Jake gets a determined look on his face, marches over and punches Corey in the face. As a fight ensues, Reg pushes Kevin and Papa to go have Jake’s back without doing anything himself, but before the two very scared-looking boys can get dragged into the fight, some cops pull up and break it up. Also a potentially very scary situation, but they let everyone go with a warning. Kevin and Papa refuse to get back in the car with Reg and Jake, saying they’ll walk or bus home, looking lost about how to keep their friend out of trouble, and how to keep him in general. Reg takes Jake somewhere that is not home, which confuses Jake, but Reg needs him for something. He pops the trunk and there is a bound, gagged, and bloody Trice. So, that will be interesting next week, and definitely not in a good way.

Nope, not good

Let’s talk about Emmett and Jada. Emmett is buckling down into responsibility mode, going so far as to SELL his SHOES and WEAR SANDALS. This impresses Tiffany, especially when he gives her extra money in order to make up for his parental absence and general self-centeredness. Then Tiffany’s boyfriend basically tells him if he doesn’t want problems, Emmett will have to pay him too, so that’s great. At work at Sonny’s, Emmett says he needs to make money quick, to which Sonny replies there’s no such thing as quick money. When Emmett broaches the subject of asking Q for help, Sonny reiterates how crucial it is to stay away from Q. Let’s hope Emmett listens.

Jada is still going to Ethel’s house even though it’s not her job anymore, but she does tell Ronnie what’s going on with her. She says she doesn’t mind coming over but that soon the agency will send another nurse and that nurse will likely send Ethel straight to a home. Ethel also figures out Jada’s situation, though, and gives her our first box full of money: a cigarette box she’s stashed cash in. Jada tries to refuse, but Ethel insists, even smiling, and it’s very sweet. Later, when she’s at home with Emmett and EJ, Jada drops the news that she’s landed a great job…in Seattle.

Runner-up for sweetest moment of the episode. Okay, tied.

Ronnie tries to get his friends on board to help cover Ethel’s care, but she points her gun at them and tells them to get out, so that’s not going to work. In the end, Ronnie, who has shaved his face clean (and looks v. different, much more confident and peaceful somehow), makes a really tough decision. He’s haunted by what he did, and he knows he can’t take care of Ethel anyway, so he calls 911 to report elder abuse at Ethel’s house (and says there’s a possible fire there? I hope he just said that so that they would go over there quickly and he didn’t actually set the house on fire) right before he walks into the police station to turn himself in to Detective Cruz for Coogie’s murder.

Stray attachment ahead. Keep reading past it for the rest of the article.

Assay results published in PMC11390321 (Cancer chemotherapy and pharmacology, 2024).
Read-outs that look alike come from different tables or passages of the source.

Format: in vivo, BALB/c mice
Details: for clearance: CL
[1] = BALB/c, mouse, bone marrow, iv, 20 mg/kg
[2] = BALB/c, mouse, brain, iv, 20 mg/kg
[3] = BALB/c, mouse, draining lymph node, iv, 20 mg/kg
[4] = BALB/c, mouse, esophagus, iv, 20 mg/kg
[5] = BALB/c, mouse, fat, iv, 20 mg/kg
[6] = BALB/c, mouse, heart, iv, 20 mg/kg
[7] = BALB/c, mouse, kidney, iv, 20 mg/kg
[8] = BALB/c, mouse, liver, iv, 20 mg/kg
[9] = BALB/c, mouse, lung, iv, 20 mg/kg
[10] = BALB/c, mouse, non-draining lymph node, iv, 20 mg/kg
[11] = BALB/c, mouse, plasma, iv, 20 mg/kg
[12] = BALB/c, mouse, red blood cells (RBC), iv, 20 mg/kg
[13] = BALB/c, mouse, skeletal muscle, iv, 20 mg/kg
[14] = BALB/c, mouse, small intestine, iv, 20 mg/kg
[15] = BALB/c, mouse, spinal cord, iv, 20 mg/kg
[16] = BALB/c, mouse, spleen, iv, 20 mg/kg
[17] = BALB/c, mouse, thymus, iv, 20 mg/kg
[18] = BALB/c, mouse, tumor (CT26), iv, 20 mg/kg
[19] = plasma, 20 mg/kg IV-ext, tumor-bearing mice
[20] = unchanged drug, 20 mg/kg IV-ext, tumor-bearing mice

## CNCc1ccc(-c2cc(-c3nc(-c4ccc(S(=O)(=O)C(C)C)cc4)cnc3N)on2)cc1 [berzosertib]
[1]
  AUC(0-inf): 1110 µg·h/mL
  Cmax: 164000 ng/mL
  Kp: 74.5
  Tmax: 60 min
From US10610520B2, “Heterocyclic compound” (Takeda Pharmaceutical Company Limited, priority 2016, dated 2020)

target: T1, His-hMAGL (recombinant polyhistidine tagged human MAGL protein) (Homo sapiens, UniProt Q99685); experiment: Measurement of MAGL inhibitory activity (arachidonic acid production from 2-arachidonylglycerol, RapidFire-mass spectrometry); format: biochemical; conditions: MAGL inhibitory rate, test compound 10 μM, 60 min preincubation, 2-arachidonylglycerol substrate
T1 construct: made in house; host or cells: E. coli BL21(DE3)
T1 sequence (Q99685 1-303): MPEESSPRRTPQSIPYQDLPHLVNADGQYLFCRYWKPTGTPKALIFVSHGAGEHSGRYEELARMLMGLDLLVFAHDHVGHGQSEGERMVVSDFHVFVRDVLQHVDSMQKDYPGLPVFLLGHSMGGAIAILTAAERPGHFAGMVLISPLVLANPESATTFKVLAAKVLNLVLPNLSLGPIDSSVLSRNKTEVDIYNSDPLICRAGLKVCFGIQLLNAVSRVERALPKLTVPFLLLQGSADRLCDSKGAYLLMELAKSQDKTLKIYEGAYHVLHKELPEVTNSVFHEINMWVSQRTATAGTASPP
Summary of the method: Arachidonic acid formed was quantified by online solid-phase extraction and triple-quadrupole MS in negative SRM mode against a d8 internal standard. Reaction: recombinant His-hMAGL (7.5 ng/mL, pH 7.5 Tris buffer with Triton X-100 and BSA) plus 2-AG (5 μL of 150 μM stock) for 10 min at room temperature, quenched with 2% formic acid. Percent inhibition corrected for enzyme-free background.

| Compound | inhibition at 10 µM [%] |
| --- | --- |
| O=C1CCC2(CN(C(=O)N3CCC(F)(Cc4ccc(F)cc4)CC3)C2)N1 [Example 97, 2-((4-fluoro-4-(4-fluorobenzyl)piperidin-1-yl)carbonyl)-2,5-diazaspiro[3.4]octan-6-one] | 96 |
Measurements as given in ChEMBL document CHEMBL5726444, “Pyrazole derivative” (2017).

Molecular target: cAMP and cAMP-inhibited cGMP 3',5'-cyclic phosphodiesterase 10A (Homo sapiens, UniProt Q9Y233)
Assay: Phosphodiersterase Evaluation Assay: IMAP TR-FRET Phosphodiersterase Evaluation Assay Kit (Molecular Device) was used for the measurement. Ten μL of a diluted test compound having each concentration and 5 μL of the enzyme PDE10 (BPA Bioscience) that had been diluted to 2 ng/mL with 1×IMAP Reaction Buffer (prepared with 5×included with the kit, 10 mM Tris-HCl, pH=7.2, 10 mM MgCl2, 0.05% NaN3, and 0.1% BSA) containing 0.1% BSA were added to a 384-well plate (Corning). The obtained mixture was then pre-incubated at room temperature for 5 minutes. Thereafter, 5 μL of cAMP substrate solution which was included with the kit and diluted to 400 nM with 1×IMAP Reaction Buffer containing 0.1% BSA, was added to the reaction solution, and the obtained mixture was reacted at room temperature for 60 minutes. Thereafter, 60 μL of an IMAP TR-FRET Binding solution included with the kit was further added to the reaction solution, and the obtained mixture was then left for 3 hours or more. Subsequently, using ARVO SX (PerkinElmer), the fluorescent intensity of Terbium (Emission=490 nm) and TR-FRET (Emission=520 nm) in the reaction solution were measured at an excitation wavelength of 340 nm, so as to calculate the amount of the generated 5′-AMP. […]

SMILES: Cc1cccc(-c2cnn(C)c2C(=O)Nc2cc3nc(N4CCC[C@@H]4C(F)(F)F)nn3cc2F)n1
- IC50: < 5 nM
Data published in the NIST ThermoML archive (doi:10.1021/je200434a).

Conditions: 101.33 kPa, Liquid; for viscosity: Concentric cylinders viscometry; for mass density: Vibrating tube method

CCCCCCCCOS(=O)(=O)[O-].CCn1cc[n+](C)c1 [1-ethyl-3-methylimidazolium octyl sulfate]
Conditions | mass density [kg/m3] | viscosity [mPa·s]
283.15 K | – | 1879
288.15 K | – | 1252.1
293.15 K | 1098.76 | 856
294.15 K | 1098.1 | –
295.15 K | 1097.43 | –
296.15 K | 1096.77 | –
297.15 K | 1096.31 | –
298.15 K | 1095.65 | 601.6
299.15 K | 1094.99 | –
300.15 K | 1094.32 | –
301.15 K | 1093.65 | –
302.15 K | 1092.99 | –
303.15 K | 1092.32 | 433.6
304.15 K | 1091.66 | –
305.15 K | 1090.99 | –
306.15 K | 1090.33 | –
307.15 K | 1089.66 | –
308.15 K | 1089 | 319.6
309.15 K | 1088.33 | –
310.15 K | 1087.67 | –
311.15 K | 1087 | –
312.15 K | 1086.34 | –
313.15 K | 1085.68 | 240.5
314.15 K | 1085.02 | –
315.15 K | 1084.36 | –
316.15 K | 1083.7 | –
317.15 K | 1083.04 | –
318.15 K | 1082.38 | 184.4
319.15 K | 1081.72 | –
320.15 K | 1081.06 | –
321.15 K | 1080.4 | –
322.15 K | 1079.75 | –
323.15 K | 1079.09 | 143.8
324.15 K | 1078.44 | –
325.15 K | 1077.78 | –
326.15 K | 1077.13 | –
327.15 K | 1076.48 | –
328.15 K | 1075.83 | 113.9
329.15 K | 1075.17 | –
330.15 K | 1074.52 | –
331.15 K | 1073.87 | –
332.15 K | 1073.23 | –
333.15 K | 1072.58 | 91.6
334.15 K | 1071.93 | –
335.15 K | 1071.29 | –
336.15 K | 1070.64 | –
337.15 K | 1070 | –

Boxed in

Cruz is on his own mission, namely to take down Wallace, using the wiped 911 call made from Jason’s phone as evidence in his case. But his girlfriend/wife/partner is apparently also pregnant, so. I don’t know what to make of this since Cruz is kind of insignificant as far as The Chi characters go, though still integral to the narrative as a whole.

Let’s end where we always do: with my guy Brandon, whose new taco truck is amazing but also is definitely about to get him in trouble. Our second box of money comes from Jerrika, who is giving Brandon her stashed cash to get the truck fixed up. Brandon goes through Luis’s cousin’s mechanic/auto body shop, where they definitely make the truck look nice but also insist he needs a counterfeit license in order to start right away (the real license will take weeks) and also warn him that food truck owners are extremely territorial so he needs to be careful. He finds this out the hard way when he sets up next to a couple of other food trucks at a curb, and ends up under a South Side bridge (the same one where Emmett sold his fake shoes that one time).

He gets adorably excited with his first customer, but some of Trice’s guys are watching, and decide they need to tell Trice for some reason? I don’t know why Brandon’s taco truck is a threat to Trice but that’s kind of the vibe I got from those guys—that there was a threat. Maybe that bridge is one of the places they sell drugs? Anyway Trice might die, so. We’ll see. Oh, and Sarah shows up to tell him that Jeff (his former boss, aka Chef) knows that they slept together. When Brandon gets home to Jerrika, he confesses this to her, and she says it’s okay because she slept with someone else too. Neither of them look particularly happy in this moment, but let’s hope they can both move past it.

I’d eat here for every meal of every day, license or not

Okay my friends, that’s it for this week! Come back next week if your hearts can handle it. Personally I’m a little scared but I’m all in on this show, and plus the school play is happening next week, so no one wants to miss that.


All images courtesy of Showtime

Author

  • Sarah

    Sarah divides her mental energy between analyzing/crushing on queer characters, training for marathons and sometimes on her day job.